|Knock knock!||Knock knock!||Knock knock!|
|Who’s there?||Who’s there?||Who’s there?|
|Cows go||Little old lady||Europe|
|Cows go, who?||Little old lady who?||Europe who?|
|No, silly, cows go MOO!||I didn’t know you could yodel!||You’re so childish!|
Everyone knows the benefits of reading to babies and toddlers, right? Health visitors hand out Bookstart packs in the UK almost as soon as your child is born, libraries run all-singing, all-dancing, glue & glitter sessions for families; Dolly Parton posts books monthly to children in the UK, the US, Canada and Australia. And the results from research is overwhelming: a child is never too young for a book. Continue reading
A friend of mine is concerned about my use of emoticons in texts. She thinks it may be a sign of an imminent mid-life crisis. LOL. I HEART emoticons. Look at that huge yellow face with massive hands on the left…what’s not to love? 😕
When I completed my CELTA (the initial training course for EFL teachers) and considered all the places in the world I wanted to travel to and teach in, I faced some, half-joking, accusations that what I was about to do aided some covert imperialist agenda. Was I a modern-day missionary, an ELT evangelist preaching Received Pronunciation, sermonising about sentence structure, bearing witness to SVO word order? Was I an unwitting foot soldier in the building of a new English Empire, annihilating native languages, crushing cultures, promulgating Western capitalist ideals?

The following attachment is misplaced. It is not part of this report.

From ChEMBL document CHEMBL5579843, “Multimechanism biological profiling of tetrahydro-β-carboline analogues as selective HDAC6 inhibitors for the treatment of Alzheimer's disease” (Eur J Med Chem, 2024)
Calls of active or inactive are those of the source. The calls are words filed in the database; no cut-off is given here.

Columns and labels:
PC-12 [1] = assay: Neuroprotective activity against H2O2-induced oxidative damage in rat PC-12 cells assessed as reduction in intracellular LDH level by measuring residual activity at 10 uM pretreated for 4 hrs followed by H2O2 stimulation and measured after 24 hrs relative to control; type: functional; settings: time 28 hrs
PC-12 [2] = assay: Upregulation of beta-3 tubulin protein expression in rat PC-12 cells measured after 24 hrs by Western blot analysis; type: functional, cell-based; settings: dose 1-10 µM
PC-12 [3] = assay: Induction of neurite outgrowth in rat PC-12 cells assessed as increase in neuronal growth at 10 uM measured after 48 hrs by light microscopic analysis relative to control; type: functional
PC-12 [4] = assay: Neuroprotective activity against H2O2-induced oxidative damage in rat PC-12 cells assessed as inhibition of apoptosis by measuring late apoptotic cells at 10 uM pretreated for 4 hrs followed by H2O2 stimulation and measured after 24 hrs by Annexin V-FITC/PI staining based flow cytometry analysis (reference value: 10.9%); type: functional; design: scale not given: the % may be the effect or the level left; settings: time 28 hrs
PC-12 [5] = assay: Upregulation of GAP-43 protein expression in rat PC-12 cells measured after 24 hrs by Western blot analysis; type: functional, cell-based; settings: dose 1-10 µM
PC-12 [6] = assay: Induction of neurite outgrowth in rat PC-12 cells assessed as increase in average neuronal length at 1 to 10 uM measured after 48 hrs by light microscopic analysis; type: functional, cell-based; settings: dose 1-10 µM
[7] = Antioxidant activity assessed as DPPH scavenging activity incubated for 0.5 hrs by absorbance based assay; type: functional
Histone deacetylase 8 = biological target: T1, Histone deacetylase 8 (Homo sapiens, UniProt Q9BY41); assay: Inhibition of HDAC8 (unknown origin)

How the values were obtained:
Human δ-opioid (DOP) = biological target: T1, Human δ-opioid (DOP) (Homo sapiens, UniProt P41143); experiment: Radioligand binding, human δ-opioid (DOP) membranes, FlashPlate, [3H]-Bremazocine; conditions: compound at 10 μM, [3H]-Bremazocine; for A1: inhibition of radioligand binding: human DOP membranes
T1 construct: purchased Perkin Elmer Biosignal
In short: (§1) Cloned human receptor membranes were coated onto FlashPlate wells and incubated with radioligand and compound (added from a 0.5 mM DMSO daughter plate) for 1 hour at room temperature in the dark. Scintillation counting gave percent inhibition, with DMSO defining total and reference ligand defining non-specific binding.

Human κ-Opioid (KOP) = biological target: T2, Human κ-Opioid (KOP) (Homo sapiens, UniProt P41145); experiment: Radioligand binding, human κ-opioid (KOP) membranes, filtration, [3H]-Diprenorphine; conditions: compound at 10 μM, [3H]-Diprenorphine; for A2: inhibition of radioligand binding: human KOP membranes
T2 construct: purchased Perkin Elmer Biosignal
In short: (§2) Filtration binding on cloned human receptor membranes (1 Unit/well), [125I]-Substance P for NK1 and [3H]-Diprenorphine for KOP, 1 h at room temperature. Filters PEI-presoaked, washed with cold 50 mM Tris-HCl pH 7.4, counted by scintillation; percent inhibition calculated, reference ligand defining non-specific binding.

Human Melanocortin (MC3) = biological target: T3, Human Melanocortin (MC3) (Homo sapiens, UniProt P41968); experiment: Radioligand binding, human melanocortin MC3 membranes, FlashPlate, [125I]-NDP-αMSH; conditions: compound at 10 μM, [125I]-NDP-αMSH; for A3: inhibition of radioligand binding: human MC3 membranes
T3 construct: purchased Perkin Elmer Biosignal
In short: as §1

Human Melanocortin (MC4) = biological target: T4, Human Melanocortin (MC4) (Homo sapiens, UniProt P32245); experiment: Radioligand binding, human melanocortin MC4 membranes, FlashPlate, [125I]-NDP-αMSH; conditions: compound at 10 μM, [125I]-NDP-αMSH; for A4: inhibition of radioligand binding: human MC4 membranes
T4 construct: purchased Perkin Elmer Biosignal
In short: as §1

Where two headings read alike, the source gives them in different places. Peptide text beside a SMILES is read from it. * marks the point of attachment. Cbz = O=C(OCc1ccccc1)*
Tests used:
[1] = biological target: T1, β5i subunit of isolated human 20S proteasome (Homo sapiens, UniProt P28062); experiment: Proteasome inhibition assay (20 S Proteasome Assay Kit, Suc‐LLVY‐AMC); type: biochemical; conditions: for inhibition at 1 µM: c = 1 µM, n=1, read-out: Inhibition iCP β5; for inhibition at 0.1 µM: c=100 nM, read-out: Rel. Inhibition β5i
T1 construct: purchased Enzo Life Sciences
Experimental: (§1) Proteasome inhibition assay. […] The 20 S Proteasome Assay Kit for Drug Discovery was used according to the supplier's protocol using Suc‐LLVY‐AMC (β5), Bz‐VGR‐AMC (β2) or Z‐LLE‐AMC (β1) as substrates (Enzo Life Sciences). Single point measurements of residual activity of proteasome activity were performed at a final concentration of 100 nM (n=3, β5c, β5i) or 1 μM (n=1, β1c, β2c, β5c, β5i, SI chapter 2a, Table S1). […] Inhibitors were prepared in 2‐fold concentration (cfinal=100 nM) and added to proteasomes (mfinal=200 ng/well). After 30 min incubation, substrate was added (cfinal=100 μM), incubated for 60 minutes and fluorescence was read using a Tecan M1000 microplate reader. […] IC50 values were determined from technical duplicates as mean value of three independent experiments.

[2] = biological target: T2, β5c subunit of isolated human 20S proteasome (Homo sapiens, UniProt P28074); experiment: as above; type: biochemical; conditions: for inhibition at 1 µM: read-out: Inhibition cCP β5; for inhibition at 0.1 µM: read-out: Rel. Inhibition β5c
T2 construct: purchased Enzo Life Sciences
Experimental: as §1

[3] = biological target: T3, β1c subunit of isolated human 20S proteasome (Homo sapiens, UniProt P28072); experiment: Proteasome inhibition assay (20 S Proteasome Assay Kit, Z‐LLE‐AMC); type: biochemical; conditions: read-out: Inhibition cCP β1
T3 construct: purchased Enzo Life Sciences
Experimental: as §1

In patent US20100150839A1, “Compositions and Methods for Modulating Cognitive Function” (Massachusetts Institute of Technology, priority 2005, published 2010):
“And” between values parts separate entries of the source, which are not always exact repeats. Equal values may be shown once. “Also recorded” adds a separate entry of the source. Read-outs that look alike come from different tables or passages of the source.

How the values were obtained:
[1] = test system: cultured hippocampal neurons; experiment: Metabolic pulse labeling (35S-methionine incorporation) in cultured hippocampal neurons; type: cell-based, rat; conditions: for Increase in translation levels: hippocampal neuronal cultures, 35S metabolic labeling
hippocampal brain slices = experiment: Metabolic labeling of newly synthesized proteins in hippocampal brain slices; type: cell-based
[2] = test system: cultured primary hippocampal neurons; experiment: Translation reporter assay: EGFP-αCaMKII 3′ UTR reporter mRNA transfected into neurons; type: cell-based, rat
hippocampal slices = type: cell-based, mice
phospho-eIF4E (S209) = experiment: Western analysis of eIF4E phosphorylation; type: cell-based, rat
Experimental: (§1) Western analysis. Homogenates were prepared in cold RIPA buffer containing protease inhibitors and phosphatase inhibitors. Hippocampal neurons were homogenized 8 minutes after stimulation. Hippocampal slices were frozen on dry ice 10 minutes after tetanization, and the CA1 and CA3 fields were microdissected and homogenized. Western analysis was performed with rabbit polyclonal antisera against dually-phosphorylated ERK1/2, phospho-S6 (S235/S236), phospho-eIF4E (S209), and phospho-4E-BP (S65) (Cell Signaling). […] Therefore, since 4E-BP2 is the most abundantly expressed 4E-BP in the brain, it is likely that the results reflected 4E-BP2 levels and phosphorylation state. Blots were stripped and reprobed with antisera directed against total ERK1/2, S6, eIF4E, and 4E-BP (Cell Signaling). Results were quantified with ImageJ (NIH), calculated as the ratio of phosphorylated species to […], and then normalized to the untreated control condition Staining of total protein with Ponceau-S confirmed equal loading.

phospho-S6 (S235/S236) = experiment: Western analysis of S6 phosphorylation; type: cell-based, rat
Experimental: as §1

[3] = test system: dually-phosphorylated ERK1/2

Persuasion, poems, puns. We use language to connect, to communicate, to conceal; for literature and laughs. From the time we begin to babble as babies language play is something we all do. Here are some of our favourite no materials, no preparation, rhyming and alliteration games. Continue reading
When people send me their work for editing they most often ask me to check for repetition. There seems to be a general fear of repeating words and phrases in writing and an idea that we must always find synonyms, which are plentiful in English.
In EFL we talk about two types of reading Extensive Reading and Intensive Reading. Intensive reading is what usually happens in the classroom: reading to answer comprehension questions or to teach ‘reading skills’ such as skimming and scanning. Extensive reading is reading for pleasure, often fiction at around or just below a learner’s language level. Ideally extensive reading texts should be 98% known vocabulary.
To learn (verb) from the Old English ‘leornian’ meaning ‘to study, read, think about’.
We tend to see teaching as an active, dynamic activity and learning as a passive one, as if the learner were just an empty vessel waiting to be filled with knowledge. But perhaps, if we look at the etymology of these words, we have not always seen it this way.
My week has been punctuated erratically by the ping of my inbox informing me of the arrival of a draft document for editing or proofreading. I have spent several happy evenings with my green pencil* scribbling notations across freshly printed pages as I consider questions of punctuation.
Thanks to the Romans, the Angles, Saxons and Jutes, the Vikings, and the French, English is an interesting and varied language happy to absorb new words and adapt to new influences. English has embraced words from around the world, and massively simplified the Germanic inflectional system of Anglo-Saxon.
And yet, I feel, there are still basic deficiencies in our language.